Each Thursday, The World of Chinese takes the most ground-breaking, impressive, or just plain weird technological advancements related to the Middle Kingdom and serves them in bite-sized chunks to keep you up-to-date on the latest news in the world of Chinese technology.
Worm turns on caterpillar fungus
Long criticized for the damage its cultivation causes to the environment, as well as bogus health claims (along with several other TCM ingredients), caterpillar fungus has finally been called out. China’s Food and Drug Administration has declared the caterpillar (or chongcao, 虫草) business a lie, with a notice forbidding its advertising as a health supplement.
In 2016, a CFDA check revealed up to four times the standard level of arsenic in the commercial chongcao products. The declaration is unlikely to have any effect on the market for this TCM quackery though: Ever since 18th-century doctor Wu Yiluo included chongcao in his Thoroughly Revised Materia Medica (《本草从新》), this odd fungus—which only grows around desiccated caterpillar corpses in the grassy plateaus of southwest China—has attained the reputation of a magical tonic that can boost the immune system and even fight cancer. In modern-day China, chongcao was at one point more expensive than gold, has long served as a high-end gift, and spawned an industry worth over 30 billion RMB. Indeed, chongcao retailers have already fought back, saying the fungus cannot be toxic as “it’s planted and we can control the arsenic level.”
Pennies from Heaven
In Mengzhe town, Yunnan province, villagers are currently busy hunting for meteorites, after China Association for Scientific Expedition (CASE) asked for help gathering evidence from a shower last year. The request triggered a gold rush when a similar shower occurred on June 1, with locals and out-of-towners flocking to search every inch of the Local cane farms and the paddy fields, affecting villagers’ livelihoods. The stones are being sold, with the price enjoying a meteoric surge up of to 1,000s of RMB per gram.“Please regard the fallen meteorites with reason; a beautiful life should be built through your effort and labor; to get rich overnight through searching for meteorites is blind,” said a notice from the very tired local government.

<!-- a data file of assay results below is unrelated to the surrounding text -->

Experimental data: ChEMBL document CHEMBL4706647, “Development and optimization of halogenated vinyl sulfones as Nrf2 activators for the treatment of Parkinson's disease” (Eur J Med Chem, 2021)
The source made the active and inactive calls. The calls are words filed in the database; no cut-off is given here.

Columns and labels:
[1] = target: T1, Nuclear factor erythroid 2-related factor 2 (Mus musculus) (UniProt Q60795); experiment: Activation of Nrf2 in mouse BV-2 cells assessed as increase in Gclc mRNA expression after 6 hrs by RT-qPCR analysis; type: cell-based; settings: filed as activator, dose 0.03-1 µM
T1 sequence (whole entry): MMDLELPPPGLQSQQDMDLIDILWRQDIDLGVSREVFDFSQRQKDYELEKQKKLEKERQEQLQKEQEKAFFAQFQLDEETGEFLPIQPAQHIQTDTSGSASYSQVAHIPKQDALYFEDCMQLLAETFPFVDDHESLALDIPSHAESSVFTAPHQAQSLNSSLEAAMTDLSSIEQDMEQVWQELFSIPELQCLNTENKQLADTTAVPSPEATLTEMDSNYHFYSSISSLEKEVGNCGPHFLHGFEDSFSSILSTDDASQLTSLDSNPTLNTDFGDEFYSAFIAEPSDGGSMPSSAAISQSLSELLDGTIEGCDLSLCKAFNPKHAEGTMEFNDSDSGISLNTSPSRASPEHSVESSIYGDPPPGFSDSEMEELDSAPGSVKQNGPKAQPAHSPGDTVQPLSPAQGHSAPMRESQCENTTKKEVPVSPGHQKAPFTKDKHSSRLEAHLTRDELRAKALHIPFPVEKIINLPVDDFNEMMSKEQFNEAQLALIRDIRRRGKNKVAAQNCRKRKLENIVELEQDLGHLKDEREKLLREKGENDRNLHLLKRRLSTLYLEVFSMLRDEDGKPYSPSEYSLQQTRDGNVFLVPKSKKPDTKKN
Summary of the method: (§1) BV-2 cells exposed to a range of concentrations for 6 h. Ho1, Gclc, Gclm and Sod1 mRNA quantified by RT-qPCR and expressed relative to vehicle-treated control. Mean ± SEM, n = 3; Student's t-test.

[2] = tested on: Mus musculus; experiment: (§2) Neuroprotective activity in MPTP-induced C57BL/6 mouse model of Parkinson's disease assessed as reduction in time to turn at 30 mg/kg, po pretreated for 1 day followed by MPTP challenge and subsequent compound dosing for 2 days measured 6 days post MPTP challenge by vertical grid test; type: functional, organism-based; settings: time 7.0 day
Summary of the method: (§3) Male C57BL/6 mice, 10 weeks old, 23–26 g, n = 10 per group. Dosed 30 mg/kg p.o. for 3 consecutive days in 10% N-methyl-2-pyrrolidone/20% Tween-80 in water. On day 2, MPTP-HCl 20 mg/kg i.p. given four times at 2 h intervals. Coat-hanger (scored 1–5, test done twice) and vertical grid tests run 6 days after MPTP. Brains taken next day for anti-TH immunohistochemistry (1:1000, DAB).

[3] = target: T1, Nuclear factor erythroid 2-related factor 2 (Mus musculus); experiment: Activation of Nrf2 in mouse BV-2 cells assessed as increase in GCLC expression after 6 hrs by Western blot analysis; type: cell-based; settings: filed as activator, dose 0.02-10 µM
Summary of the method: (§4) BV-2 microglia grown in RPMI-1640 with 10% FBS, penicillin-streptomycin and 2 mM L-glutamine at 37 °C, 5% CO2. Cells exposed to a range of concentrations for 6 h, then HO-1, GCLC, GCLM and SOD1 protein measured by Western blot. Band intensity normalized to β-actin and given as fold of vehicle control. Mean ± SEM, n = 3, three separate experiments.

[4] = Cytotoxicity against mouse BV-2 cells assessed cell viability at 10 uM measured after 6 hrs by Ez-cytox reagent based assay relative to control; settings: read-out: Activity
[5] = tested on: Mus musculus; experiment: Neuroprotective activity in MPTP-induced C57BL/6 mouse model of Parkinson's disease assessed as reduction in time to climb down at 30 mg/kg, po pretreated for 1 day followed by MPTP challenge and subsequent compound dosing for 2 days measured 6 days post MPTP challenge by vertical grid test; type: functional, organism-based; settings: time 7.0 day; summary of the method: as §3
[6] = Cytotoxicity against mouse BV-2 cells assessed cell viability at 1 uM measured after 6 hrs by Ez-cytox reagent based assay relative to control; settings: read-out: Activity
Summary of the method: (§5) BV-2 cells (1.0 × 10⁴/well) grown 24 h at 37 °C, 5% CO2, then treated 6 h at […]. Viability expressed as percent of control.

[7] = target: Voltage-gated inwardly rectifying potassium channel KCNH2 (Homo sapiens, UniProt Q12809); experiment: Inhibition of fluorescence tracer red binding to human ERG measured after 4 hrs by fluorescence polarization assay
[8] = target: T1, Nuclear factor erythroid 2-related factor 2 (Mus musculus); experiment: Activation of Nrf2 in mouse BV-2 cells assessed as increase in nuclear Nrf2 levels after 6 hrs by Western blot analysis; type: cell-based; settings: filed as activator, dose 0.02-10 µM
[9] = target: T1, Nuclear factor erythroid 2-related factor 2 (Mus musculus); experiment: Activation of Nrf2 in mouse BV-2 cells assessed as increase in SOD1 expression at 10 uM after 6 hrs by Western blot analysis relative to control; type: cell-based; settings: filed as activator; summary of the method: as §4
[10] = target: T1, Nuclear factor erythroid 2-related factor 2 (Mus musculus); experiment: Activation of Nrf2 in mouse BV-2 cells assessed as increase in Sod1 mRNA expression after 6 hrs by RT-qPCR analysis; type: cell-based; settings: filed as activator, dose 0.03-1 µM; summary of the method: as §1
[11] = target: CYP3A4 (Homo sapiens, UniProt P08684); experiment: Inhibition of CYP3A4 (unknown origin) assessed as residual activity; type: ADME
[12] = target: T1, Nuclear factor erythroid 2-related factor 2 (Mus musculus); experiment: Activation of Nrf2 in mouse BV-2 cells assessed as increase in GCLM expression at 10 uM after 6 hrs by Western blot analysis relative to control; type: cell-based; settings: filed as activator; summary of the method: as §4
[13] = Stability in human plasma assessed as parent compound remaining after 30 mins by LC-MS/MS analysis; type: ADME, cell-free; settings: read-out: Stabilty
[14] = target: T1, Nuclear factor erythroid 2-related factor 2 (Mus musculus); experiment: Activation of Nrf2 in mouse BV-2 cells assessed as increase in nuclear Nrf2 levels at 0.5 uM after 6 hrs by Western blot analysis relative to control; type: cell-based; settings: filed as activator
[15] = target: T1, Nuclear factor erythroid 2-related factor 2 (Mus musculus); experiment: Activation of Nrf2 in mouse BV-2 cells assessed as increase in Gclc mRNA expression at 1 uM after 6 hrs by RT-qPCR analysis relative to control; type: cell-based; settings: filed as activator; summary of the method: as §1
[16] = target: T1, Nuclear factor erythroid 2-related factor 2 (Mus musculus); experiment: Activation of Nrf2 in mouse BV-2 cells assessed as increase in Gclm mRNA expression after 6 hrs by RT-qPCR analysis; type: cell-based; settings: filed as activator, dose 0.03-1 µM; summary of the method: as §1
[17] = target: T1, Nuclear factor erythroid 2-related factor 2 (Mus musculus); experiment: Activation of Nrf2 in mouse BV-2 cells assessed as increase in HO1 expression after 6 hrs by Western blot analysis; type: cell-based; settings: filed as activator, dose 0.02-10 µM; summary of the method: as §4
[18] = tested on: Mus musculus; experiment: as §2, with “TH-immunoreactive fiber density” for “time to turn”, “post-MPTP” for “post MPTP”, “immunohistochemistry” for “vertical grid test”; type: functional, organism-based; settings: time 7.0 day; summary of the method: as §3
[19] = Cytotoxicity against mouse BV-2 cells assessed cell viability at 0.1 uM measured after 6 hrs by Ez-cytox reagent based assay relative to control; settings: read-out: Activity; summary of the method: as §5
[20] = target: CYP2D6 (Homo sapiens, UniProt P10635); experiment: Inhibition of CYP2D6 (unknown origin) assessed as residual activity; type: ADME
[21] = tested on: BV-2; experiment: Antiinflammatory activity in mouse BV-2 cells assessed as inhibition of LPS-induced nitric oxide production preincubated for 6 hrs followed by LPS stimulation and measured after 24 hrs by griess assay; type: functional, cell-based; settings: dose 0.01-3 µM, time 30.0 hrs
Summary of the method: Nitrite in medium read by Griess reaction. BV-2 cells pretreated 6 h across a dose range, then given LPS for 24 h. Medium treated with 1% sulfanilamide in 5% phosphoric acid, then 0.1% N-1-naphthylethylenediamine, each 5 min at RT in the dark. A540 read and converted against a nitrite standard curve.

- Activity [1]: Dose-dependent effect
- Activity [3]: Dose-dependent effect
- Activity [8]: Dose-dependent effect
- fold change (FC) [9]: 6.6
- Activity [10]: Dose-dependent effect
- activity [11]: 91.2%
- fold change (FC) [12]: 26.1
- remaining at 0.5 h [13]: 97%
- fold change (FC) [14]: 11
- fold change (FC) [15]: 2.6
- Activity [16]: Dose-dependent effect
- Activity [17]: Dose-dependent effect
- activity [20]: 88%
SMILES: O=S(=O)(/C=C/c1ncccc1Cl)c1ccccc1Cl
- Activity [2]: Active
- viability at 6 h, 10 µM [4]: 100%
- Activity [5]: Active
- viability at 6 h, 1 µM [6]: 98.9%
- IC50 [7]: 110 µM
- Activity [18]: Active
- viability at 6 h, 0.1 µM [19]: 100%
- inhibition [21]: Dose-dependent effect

Huawei releases “very scary” tech on phone users
Huawei finally released new phone, Honor Play on June 6, with the promise it contains “very scary technology,” in the words of Consumer Business CEO Yu Chengdong. The “scary” technology is called “GPU Turbo,” which aimed to improve the mobile gaming by using a hardware-software integrated Graphics Processing Unit that not only increases the GPU speed but also improves the phone’s power efficiency.
This technology will not be limited to the Honor Play alone, though: Huawei owners can get the new features by simply updating their mobile phone’s. OS.
A gaming phone which also offers “4D” haptic feedback (or vibrations), the phone is priced at 2,399RMB for the 6GB+64GB model.
China shows patents
In a fresh statistic bound to freak out the newly emergent “Yellow Peril” brigade even further, recent World Intellectual Property Office statistics show that China’s State Intellectual Property Office received more applications in 2016 than the EU, US, Japan and South Korea combined. What’s more, this follows the seventh annual year-on-year increase in Chinese applications, with 1.3 million patents (compared to the US, in second place at 605,571) received for intellectual property.
In short, China is running the show in patent applications. Impressive as this seems, there’s a bigger picture to consider. “While the explosion of domestic patent applications in China is impressive, this growth does not necessarily correspond with dramatic advances in innovation,” notes China Power, a site dedicated to “unpacking the complexities” of China’s rise. “Comparing patent applications and grants between countries does not take into account differences in government policies and the domestic regulatory environment. [China] explicitly equates patent generation with innovation and calls for government incentives to bolster the number [resulting in] patents being awarded to small design tweaks and incremental innovations.” At the world’s top patent offices, in other words, the majority of these patents would not cut the mustard.
Passports and identity cards may soon be rendered pointless—within China at least: Tencent Holdings has announced plans to replace travel documents between Hong Kong and China with a “Scan-WeChat-to-cross-border” procedure. Currently, visitors to each side of the border have passports and chip-embedded travel cards which use fingerprint and facial scans to pass through unmanned gates.
HK Chief Executive Carrie Lam participated in a WeChat scanner demonstration this week, suggesting the city may well be up for the mooted “biometric data-based E-card scheme for mainland and Hong Kong citizens to link identity documents to their WeChat app and cross the border with simple code and face scans,” Reuters reported. While HK and China have a “One Country, Two Systems” policy, smartphone users know that, on the mainland, at least, there is only one app: WeChat, which has 1 billion users.